3-4 minutes - Source: BBC
Japan's SoftBank is the latest major company to respond to the protests over the death of George Floyd.
The technology giant has launched a $100m (£80m) fund that will invest in companies led by "people of colour".
It comes as executives of firms including Twitter, Bank of America and General Motors have spoken out over racial inequality.
George Floyd's death has sparked huge protests against racism and police brutality across the US and globally.
Announcing the "Opportunity Growth Fund" on Twitter, SoftBank's founder and chief executive Masayoshi Son wrote “Racism is a lamentable thing,” ending his post with "#BlackLivesMatter".
In a letter to employees the company's chief operating officer Marcelo Claure said the fund, which he will lead, aims to invest in entrepreneurs “from communities that face systemic disadvantages in building and scaling their businesses.”
SoftBank also runs the $100bn Vision Fund which invests in startups around the world.
Meanwhile, Twitter's Jack Dorsey has become the latest chief executive of a major US technology company to give financial support to an anti-racism organisation.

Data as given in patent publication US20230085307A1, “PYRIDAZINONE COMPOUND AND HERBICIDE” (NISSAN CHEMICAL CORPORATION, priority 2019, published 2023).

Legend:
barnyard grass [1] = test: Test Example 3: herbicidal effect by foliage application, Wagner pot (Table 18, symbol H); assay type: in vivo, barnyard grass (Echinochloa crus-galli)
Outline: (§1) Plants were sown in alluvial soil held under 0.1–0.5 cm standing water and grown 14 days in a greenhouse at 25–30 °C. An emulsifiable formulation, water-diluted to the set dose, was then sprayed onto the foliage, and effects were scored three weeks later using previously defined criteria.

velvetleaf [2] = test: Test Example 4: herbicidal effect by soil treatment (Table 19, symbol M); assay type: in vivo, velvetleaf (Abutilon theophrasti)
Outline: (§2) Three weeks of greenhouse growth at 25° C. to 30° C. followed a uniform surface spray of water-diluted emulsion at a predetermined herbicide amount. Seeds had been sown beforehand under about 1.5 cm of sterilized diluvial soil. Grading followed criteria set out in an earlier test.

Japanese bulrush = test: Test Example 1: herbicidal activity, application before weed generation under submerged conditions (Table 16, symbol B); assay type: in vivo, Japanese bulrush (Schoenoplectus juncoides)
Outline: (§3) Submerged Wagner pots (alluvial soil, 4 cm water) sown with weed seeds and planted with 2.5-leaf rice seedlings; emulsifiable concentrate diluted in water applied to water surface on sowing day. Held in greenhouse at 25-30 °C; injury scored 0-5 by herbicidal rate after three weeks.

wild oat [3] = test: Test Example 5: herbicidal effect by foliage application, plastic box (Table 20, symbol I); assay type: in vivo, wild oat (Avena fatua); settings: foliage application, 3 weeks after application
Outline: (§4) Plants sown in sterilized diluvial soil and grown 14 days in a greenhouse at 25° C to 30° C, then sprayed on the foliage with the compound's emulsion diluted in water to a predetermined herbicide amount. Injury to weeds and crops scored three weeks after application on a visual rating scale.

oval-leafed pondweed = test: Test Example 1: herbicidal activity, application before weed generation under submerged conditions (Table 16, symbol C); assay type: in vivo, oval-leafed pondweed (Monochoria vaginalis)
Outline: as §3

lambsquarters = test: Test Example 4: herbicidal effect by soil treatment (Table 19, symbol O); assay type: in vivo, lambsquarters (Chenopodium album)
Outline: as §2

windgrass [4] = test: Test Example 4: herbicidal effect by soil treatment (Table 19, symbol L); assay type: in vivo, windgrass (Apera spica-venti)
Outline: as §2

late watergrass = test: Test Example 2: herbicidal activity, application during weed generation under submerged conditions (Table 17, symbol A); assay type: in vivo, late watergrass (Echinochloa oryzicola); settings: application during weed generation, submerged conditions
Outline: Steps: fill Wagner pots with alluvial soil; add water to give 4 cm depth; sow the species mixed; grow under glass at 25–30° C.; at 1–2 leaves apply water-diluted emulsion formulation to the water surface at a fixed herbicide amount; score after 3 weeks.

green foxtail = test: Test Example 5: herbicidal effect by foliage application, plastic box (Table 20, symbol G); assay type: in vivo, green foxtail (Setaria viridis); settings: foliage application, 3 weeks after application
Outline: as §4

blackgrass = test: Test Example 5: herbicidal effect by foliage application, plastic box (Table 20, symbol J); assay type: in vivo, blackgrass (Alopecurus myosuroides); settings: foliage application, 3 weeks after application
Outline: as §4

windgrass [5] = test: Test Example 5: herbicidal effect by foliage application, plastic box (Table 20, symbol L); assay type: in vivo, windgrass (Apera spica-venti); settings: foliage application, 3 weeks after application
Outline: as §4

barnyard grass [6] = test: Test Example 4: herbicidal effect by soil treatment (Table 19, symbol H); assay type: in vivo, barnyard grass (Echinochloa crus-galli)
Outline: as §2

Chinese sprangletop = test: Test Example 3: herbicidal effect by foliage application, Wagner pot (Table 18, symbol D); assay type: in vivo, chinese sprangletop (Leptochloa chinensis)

He tweeted that he was making a $3m donation to former NFL player Colin Kaepernick’s Know Your Rights Camp to "advance the liberation and well-being" of minority communities.
Mr Kaepernick is best known for kneeling during the US national anthem when he was a player for the San Francisco 49ers to protest against police killings of African-Americans.
His protests were heavily criticised by conservative figures including President Donald Trump.
In recent days some of the biggest corporations in the US have pledged to take action in support of racial equality.
On Tuesday Bank of America said it would donate $1bn over the next four years to community programmes and small businesses to help address economic and racial inequality.
In a media release chief executive Brian Moynihan said that "underlying economic and social disparities" had been made worse by the coronavirus pandemic and the "events of the past week have created a sense of true urgency".
Driving changeCar making giants General Motors and Ford has also condemned racial inequality
In a letter to employees, dealers and suppliers, General Motors' chief executive Mary Barra wrote that she was “impatient and disgusted” and emphasised the need to “individually and collectively” drive change.
Ford’s executive chairman, Bill Ford, and chief executive Jim Hackett also wrote a joint letter to their workers addressing the “tragic killing of George Floyd” and America’s “systemic racism.”
Many other US companies, including Intel, Netflix, Nike and Facebook, have also spoken out about discrimination against African-Americans.